regularly monitored due to the new ISPS regulations in place. Since July 2004, a
security pass is needed for access to that beach. Crooks castle beach extends about
400 meters. No turtle activities were recorded on Crooks castle beach in 2004.

Kay bay beach is made of rocks and sand. The only access to Kay bay beach is via
private residential property. Hawksbill and Green turtles were documented nesting on
this beach in 2004.

All beaches are bordering a moderate to high cliff line which erodes constantly especially
after rainfall. Erosion also occurs through natural and manmade (Zeelandia beach
entrance & Smith gut) channels during heavy rainfall.









C) Pre-nesting (monitoring) preparation
The sea turtle conservation 2004 programme commenced with the following monitoring
activities:
January: preparation of numbered stakes for Zeelandia Beach day and night
patrols. The stakes were cut from a plank of wood 2x4x16. A total of 64 stakes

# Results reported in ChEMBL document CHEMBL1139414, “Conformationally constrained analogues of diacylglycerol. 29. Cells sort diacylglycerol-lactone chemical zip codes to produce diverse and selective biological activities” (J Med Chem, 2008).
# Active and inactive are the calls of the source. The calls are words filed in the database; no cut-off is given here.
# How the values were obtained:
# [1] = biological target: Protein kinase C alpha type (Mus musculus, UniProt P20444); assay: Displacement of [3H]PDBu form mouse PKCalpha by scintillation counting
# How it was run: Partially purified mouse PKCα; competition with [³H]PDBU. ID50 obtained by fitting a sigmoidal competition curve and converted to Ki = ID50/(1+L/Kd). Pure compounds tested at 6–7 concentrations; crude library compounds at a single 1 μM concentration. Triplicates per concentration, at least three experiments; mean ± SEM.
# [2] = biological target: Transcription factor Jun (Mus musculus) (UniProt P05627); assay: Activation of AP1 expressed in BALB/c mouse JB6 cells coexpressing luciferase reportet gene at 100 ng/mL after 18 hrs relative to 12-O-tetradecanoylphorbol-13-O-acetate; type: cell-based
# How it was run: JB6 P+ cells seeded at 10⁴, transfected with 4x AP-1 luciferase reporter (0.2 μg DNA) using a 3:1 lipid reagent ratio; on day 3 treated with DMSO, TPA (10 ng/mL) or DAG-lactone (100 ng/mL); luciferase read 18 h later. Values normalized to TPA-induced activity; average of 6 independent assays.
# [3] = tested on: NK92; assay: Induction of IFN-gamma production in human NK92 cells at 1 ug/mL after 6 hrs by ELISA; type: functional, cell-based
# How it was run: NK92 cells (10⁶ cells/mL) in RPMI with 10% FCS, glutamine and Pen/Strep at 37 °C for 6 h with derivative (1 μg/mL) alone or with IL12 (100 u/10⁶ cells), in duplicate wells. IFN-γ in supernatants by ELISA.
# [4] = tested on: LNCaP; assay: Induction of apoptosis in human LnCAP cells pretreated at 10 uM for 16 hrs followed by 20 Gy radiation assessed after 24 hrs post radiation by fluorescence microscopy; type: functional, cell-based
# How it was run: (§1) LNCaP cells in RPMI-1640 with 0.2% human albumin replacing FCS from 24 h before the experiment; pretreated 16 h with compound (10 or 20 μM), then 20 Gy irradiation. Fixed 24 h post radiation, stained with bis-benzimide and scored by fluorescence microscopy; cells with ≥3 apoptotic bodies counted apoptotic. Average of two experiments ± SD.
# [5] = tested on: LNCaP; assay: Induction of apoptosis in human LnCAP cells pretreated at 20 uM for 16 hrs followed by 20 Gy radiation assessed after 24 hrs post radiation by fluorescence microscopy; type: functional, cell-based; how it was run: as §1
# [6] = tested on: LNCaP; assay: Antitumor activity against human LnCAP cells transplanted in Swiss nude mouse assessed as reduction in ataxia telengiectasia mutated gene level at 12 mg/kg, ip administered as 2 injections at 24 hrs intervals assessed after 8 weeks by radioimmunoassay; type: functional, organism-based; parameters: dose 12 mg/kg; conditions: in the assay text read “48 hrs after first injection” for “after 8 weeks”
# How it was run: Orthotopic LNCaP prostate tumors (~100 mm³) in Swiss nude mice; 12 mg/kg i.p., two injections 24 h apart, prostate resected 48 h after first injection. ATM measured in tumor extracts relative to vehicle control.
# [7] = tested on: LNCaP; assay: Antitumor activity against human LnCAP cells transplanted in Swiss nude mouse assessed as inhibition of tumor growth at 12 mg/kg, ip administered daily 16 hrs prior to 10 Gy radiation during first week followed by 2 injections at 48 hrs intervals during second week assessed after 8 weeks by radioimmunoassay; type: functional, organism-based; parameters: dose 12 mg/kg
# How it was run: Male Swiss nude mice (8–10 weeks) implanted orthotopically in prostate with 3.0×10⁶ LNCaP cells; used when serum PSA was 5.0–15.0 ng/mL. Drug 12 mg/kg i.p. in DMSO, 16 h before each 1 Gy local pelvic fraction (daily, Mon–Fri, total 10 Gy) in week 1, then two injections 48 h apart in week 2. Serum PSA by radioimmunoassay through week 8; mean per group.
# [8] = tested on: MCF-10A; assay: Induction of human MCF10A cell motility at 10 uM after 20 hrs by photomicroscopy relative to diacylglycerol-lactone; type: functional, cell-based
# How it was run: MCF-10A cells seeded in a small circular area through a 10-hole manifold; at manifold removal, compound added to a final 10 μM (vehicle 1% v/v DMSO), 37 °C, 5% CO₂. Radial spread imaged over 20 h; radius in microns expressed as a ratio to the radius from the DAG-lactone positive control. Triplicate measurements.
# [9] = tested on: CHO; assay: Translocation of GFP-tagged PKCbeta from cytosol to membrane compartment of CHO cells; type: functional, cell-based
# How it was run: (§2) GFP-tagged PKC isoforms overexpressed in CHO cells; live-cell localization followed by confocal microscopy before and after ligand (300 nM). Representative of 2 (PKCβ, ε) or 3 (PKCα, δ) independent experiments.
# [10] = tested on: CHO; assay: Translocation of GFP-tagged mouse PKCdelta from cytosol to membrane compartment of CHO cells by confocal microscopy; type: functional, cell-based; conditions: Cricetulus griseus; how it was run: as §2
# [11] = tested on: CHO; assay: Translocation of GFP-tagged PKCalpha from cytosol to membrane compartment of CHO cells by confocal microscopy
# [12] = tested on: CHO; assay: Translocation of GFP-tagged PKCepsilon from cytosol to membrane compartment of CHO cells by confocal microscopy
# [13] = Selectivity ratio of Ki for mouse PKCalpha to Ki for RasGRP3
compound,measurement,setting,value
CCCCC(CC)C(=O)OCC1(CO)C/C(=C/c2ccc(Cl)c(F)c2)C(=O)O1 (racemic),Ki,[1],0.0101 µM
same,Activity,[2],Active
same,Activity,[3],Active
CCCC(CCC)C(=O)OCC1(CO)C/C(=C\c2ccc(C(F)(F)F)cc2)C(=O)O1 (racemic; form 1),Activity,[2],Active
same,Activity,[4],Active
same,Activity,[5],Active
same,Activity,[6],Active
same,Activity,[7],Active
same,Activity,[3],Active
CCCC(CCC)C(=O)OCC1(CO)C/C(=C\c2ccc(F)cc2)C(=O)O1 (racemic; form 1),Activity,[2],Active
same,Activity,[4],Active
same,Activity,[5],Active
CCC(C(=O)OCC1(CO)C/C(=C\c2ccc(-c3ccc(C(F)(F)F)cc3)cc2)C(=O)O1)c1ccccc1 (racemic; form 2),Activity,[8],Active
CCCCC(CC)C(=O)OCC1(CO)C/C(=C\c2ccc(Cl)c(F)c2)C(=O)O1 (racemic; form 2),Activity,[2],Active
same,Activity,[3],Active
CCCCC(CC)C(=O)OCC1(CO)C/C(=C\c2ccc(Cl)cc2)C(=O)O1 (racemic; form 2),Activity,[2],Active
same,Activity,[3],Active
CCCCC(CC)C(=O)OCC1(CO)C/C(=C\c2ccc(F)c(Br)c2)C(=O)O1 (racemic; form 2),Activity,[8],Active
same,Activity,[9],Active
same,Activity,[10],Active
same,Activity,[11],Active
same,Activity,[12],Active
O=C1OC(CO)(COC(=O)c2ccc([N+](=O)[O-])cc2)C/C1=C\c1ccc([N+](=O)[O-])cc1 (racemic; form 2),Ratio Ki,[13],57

were cut using 2 planks of 2x4x16. The stakes were engraved with numbers
from 1 to 64. The numbers were painted over with white paint and a reflective
strip was taped to the top of the stake. Stakes were hammered deep in the sand
at 20 meter intervals, starting from the northern most part of the beach (Figure
5). Volunteers Alexander Cadle and Shon Norris prepared and installed the
stakes.
February and March: two beach clean ups were organized in preparation for the
first Leatherback turtle nesting season (Annex I: press release)
Preparation and posting of flyers advertising the commencement of daily
morning patrols, to encourage the participation in patrols by local residents
(Annex II)
March 15: beginning of morning patrols on Zeelandia beach.


Stakes placement


D) Patrol activities